As a small-cap finance stock with a market capitalisation of US$100.2m, the risk and profitability of Sound Financial Bancorp Inc ( NASDAQ:SFBC ) are largely tied to the underlying economic growth of the region it operates in US. A bank’s cash flow is directly impacted by economic growth as it is the main driver of deposit levels and demand for loans which it profits from. Post-GFC recovery brought about a new set of reforms, Basel III, which was created to improve regulation, supervision and risk management in the financial services industry. Basel III target banking regulations to improve the sector’s ability to absorb shocks resulting from economic stress which may expose financial institutions like Sound Financial Bancorp to vulnerabilities. Unpredictable macro events such as political instability could weaken its financial position which is why it is important to understand how well the bank manages its risk levels. Sufficient liquidity and low levels of leverage could place the bank in a safe place in case of unexpected macro headwinds. Today we will be measuring Sound Financial Bancorp’s financial risk position by looking at three leverage and liquidity metrics.
Why Does SFBC’s Leverage Matter?
Banks with low leverage are better positioned to weather adverse headwinds as they have less debt to pay off. A bank’s leverage may be thought of as the level of assets it owns compared to its own shareholders’ equity. While financial companies will always have some leverage for a sufficient capital buffer, Sound Financial Bancorp’s leverage ratio of less than the suitable maximum level of 20x, at 10.02x, is considered to be very cautious and prudent. This means the bank exhibits very strong leverage management and is well-positioned to repay its debtors in the case of any adverse events since it has an appropriately high level of equity relative to the debt it has taken on to remain in business. If the bank needs to firm up its capital cushion, it has ample headroom to increase its debt level without deteriorating its financial position.
How Should We Measure SFBC’s Liquidity?
Due to its illiquid nature, loans are an important asset class we should learn more about. Generally, they should make up less than 70% of total assets, but its current level of 85.3% means the bank has obviously lent out 15.29% above the sensible upper limit. This means its revenue is reliant on these specific assets which means the bank is also more exposed to defaulting relative to banks with less loans.
Does SFBC Have Liquidity Mismatch?
A way banks make money is by lending out its deposits as loans. Loans are generally fixed term which means they cannot be readily realized, however, customer deposits are liabilities which must be repaid on-demand and in short notice. The disparity between the immediacy of deposits compared to the illiquid nature of loans puts pressure on the bank’s financial position if an adverse event requires the bank to repay its depositors. Compared to the appropriate industry loan to deposit level of 90%, Sound Financial Bancorp’s ratio of over 108% is higher, which positions the bank in a risky spot given the adverse liquidity disparity between loan and deposit levels. Basically, for $1 of deposits with the bank, it lends out over $1 which is imprudent.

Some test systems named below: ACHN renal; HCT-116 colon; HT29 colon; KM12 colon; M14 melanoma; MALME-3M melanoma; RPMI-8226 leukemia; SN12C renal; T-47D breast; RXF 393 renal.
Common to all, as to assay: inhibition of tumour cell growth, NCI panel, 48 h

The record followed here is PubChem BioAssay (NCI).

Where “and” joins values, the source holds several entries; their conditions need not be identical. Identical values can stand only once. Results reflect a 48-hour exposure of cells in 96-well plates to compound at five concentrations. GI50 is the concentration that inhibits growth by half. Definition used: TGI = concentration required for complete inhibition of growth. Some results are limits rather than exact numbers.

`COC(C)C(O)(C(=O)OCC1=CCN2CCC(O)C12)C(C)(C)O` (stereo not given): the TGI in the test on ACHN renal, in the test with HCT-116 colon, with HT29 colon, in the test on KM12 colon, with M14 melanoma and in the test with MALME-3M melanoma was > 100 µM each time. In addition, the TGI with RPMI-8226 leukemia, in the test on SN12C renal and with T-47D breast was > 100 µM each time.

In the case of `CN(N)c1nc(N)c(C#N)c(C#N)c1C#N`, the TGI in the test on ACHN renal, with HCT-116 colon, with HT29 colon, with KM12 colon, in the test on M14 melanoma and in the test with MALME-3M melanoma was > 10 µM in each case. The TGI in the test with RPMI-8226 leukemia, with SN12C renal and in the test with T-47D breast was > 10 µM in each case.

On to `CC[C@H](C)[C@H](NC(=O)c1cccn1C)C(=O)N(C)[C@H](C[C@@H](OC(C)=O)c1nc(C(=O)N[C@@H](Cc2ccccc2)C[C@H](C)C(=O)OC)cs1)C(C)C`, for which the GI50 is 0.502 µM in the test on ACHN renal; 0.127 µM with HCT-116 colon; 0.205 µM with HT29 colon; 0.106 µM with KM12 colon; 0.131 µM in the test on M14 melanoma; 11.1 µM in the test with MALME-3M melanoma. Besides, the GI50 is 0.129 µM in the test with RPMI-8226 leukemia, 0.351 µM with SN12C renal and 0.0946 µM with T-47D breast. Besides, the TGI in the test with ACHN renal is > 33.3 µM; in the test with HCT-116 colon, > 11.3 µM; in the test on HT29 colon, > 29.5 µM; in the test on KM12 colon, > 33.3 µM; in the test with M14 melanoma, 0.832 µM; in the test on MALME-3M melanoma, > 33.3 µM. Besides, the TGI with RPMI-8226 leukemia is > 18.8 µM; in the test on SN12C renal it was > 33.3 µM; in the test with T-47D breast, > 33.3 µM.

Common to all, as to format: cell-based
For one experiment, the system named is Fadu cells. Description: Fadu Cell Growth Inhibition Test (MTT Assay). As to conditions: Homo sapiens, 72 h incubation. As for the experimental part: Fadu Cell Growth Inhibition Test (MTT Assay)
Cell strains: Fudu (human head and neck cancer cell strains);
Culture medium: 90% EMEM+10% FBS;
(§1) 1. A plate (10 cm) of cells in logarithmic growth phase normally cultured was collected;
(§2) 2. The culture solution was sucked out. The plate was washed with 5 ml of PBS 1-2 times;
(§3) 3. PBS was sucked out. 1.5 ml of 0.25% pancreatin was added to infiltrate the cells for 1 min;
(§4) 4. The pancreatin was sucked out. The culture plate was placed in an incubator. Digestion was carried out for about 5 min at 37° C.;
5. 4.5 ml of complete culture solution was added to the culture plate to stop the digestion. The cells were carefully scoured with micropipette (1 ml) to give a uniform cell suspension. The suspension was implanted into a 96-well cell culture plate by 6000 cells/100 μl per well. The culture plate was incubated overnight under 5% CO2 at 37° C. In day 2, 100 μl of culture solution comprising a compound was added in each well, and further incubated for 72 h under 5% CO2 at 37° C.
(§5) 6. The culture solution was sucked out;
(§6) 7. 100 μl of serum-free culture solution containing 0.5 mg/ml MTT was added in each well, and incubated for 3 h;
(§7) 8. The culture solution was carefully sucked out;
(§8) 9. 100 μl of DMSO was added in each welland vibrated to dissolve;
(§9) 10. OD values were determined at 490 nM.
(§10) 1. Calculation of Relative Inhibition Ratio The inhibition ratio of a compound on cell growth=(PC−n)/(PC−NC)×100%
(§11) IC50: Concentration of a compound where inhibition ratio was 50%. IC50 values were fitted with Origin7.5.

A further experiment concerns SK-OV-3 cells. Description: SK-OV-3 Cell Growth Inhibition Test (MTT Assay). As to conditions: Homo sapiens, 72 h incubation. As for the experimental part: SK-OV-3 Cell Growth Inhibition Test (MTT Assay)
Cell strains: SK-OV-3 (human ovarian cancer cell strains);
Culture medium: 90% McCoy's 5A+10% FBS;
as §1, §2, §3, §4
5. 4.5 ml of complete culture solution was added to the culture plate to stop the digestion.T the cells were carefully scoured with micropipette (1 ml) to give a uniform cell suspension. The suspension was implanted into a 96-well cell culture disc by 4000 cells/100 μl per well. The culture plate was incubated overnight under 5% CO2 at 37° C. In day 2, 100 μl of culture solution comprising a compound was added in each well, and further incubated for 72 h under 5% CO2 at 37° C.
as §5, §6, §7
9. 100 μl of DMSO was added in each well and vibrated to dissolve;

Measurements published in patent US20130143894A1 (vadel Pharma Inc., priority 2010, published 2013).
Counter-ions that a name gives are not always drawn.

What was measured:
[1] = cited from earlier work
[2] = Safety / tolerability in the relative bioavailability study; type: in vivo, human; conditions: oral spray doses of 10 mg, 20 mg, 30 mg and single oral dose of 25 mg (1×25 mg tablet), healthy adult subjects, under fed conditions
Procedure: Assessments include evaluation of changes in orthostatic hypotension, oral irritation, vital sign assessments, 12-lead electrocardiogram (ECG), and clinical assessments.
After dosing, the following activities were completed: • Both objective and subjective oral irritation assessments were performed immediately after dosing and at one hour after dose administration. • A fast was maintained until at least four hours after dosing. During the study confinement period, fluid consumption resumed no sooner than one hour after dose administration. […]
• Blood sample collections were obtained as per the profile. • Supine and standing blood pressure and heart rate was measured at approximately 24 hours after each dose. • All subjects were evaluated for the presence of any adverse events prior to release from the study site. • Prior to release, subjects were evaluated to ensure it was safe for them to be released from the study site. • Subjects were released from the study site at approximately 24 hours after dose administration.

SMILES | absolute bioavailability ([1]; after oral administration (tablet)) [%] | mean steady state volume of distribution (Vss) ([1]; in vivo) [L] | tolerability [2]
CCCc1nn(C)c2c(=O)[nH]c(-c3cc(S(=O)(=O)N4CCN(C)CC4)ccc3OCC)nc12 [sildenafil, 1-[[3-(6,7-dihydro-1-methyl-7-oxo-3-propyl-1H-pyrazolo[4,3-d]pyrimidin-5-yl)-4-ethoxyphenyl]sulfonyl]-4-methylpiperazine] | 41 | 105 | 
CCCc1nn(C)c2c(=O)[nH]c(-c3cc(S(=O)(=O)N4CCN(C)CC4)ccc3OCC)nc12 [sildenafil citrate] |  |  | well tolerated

Keep in mind that a stock investment requires research on more than just its operational side. Below, I’ve compiled three key aspects you should look at:
- Future Outlook : What are well-informed industry analysts predicting for SFBC’s future growth? Take a look at our free research report of analyst consensus for SFBC’s outlook.
- Valuation : What is SFBC worth today? Has the future growth potential already been factored into the price? The intrinsic value infographic in our free research report helps visualize whether SFBC is currently mispriced by the market.
- Other High-Performing Stocks : Are there other stocks that provide better prospects with proven track records? Explore our free list of these great stocks here .
To help readers see past the short term volatility of the financial market, we aim to bring you a long-term focused research analysis purely driven by fundamental data. Note that our analysis does not factor in the latest price-sensitive company announcements.
The author is an independent contributor and at the time of publication had no position in the stocks mentioned. For errors that warrant correction please contact the editor at firstname.lastname@example.org .